Bob Clark was a man who believed his life to be guided by serendipity. Luck may have been a factor, but the war hero who went on to forge a glittering career in the City came from a generation of men who refused to talk up their own hard-won achievements and the personal qualities that got them there. The man who was awarded a Distinguished Service Cross for fighting behind enemy lines in Italy became a respected senior corporate lawyer, merchant banker and the director of numerous international companies.
Robert Anthony Clark was born in Finchley, north London, in 1924, to Gladys and Jack Clark. His father was an engineer who had been an apprentice to Sir Charles Parsons, the inventor of the turbine engine. Robert was head boy at Highgate School, going on to King's College, Cambridge in 1941 to study modern languages. He was awarded a blue for football, the first for his college for 20 years – much to the chagrin of the provost of his college, who deemed only a half blue in chess acceptable.
With the Second World War raging, the 18-year-old volunteered for the Navy; his wartime experiences would lead him to the belief that remained central to his life: "To succeed you need luck. And then you need to grab that luck." When the discovery of his colour blindness threatened to leave him stranded on land, he encountered his first stroke of good fortune when an inadvertent claim of experience in small boats led to his joining the Special Operations Executive.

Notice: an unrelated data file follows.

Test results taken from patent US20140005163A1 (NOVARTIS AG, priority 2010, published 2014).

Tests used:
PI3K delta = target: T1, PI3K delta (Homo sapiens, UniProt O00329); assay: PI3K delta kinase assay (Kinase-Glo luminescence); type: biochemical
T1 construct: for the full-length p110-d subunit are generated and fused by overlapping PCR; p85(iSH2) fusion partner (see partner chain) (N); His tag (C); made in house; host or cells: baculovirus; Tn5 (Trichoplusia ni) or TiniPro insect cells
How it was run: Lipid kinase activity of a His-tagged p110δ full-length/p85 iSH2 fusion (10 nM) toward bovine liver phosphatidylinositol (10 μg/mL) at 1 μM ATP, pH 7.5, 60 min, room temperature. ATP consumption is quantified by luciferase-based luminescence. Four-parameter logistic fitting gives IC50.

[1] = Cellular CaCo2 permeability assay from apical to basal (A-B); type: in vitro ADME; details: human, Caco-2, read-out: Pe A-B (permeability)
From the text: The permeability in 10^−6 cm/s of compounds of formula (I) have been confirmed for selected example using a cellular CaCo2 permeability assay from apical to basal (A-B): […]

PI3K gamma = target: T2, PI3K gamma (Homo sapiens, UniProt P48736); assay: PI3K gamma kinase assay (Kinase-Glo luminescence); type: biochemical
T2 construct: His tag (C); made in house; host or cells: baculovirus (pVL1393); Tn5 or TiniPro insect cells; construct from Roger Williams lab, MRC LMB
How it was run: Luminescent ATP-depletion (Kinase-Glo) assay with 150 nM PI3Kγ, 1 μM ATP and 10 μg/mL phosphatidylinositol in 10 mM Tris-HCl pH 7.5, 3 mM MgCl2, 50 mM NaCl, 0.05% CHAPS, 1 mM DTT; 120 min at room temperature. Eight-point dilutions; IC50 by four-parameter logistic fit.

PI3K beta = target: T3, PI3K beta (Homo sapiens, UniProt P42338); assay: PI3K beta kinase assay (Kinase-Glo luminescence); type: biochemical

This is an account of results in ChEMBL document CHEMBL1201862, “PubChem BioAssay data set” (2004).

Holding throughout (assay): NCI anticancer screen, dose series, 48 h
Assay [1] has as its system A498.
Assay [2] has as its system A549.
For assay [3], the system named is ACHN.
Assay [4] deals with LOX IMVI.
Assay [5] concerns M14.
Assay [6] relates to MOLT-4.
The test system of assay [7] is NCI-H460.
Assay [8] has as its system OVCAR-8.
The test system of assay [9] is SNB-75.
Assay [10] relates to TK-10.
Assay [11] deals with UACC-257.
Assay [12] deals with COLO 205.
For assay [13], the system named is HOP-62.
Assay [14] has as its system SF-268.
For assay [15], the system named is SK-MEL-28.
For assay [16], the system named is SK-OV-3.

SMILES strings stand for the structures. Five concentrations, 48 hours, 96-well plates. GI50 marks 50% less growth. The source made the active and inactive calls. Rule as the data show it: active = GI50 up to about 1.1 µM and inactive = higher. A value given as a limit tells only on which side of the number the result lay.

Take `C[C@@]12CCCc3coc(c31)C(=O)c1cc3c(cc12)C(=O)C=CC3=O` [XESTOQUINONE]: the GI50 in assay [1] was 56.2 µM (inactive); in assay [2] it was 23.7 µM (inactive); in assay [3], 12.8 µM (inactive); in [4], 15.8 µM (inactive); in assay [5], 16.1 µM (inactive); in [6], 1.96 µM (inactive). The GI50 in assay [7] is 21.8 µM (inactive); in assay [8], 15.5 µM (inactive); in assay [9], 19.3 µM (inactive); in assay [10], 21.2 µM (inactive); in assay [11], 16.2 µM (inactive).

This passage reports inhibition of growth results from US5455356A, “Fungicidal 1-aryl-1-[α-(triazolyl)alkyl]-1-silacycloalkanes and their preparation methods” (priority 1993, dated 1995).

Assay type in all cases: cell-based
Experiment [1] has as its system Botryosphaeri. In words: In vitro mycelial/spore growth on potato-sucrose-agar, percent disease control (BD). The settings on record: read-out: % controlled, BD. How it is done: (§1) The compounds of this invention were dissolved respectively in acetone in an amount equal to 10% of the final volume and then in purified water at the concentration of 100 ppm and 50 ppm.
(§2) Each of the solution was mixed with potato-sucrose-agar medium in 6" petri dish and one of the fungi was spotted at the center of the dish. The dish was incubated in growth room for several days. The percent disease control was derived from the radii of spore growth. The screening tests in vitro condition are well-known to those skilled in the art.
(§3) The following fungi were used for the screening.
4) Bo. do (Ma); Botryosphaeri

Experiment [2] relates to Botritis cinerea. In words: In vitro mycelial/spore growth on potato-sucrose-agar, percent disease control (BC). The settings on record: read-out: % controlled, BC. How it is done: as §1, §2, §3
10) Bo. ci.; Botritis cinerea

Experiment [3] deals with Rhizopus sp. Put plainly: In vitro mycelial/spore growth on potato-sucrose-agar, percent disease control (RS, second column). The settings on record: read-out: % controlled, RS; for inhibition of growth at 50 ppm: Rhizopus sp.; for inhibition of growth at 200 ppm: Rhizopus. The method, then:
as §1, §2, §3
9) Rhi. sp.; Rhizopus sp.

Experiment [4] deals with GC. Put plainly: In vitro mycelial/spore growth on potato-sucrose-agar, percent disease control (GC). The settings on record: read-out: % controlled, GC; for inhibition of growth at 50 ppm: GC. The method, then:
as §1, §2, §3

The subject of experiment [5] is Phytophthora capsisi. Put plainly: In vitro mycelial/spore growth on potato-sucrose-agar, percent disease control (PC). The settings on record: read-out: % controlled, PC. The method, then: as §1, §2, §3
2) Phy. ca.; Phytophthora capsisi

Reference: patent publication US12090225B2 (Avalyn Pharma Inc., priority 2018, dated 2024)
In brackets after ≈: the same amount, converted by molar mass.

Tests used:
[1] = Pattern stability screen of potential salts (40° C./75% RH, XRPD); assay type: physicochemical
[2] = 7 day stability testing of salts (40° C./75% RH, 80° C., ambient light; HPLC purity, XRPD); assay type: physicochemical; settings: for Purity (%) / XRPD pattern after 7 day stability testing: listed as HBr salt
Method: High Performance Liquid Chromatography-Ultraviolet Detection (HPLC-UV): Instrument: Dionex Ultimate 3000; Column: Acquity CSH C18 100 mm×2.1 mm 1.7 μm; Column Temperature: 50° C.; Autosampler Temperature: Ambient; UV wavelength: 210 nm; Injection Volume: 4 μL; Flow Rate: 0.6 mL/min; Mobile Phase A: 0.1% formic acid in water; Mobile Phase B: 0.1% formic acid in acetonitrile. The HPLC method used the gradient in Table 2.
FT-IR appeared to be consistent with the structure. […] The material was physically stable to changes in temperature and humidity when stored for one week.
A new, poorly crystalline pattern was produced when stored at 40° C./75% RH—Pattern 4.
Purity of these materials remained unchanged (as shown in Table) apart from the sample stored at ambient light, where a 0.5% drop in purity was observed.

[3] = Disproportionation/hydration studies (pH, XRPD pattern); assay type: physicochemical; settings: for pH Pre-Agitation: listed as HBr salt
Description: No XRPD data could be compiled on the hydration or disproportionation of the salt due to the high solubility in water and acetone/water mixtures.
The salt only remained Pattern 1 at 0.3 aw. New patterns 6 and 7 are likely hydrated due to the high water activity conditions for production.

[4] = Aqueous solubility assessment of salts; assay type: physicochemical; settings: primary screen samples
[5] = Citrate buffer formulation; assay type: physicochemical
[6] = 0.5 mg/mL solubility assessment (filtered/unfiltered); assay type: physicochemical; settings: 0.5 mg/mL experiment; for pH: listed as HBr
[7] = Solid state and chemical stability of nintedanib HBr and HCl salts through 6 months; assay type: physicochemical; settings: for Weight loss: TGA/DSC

The SOE, "Churchill's Secret Army", was formed to drop British agents behind enemy lines to train the partisans and fight alongside them. Their mission, said Churchill, was to "set Europe ablaze". After commando training that included driving a steam train, he joined No 1 Special Force based in Monopoli in southern Italy. He would come ashore from boats at night and crawl up guarded beaches for operations including bombing railway lines and beach reconnaissance – exploits for which he was awarded the DSC.
He then volunteered to parachute behind enemy lines in Italy. After the initial hitch of needing to be rescuedby a partisan after his parachute became entangled in a tree, he spent the winter months fighting and acting as liaison officer with the partisans. He was betrayed, and posted as missing in Britain, spending the rest of the war between prisons in Italy and Germany.